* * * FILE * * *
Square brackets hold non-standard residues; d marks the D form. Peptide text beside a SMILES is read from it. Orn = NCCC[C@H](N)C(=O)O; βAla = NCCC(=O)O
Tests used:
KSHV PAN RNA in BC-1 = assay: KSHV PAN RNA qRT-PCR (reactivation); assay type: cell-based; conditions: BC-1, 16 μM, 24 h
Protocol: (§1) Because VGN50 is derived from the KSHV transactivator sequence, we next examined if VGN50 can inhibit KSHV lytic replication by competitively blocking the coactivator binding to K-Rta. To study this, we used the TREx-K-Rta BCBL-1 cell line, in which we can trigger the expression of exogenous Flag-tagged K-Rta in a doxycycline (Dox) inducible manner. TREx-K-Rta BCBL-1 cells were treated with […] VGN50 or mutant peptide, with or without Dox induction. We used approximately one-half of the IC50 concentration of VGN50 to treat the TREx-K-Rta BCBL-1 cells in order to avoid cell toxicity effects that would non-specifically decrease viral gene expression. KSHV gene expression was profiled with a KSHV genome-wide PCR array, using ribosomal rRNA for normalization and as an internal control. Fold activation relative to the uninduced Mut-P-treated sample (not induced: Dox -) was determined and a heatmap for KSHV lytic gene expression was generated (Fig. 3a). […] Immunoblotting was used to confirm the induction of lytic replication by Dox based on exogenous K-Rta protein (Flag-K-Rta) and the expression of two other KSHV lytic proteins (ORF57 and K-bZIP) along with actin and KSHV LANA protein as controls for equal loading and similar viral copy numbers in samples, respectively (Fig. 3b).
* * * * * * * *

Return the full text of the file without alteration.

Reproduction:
Square brackets hold non-standard residues; d marks the D form. Peptide text beside a SMILES is read from it. Orn = NCCC[C@H](N)C(=O)O; βAla = NCCC(=O)O
Tests used:
KSHV PAN RNA in BC-1 = assay: KSHV PAN RNA qRT-PCR (reactivation); assay type: cell-based; conditions: BC-1, 16 μM, 24 h
Protocol: (§1) Because VGN50 is derived from the KSHV transactivator sequence, we next examined if VGN50 can inhibit KSHV lytic replication by competitively blocking the coactivator binding to K-Rta. To study this, we used the TREx-K-Rta BCBL-1 cell line, in which we can trigger the expression of exogenous Flag-tagged K-Rta in a doxycycline (Dox) inducible manner. TREx-K-Rta BCBL-1 cells were treated with […] VGN50 or mutant peptide, with or without Dox induction. We used approximately one-half of the IC50 concentration of VGN50 to treat the TREx-K-Rta BCBL-1 cells in order to avoid cell toxicity effects that would non-specifically decrease viral gene expression. KSHV gene expression was profiled with a KSHV genome-wide PCR array, using ribosomal rRNA for normalization and as an internal control. Fold activation relative to the uninduced Mut-P-treated sample (not induced: Dox -) was determined and a heatmap for KSHV lytic gene expression was generated (Fig. 3a). […] Immunoblotting was used to confirm the induction of lytic replication by Dox based on exogenous K-Rta protein (Flag-K-Rta) and the expression of two other KSHV lytic proteins (ORF57 and K-bZIP) along with actin and KSHV LANA protein as controls for equal loading and similar viral copy numbers in samples, respectively (Fig. 3b).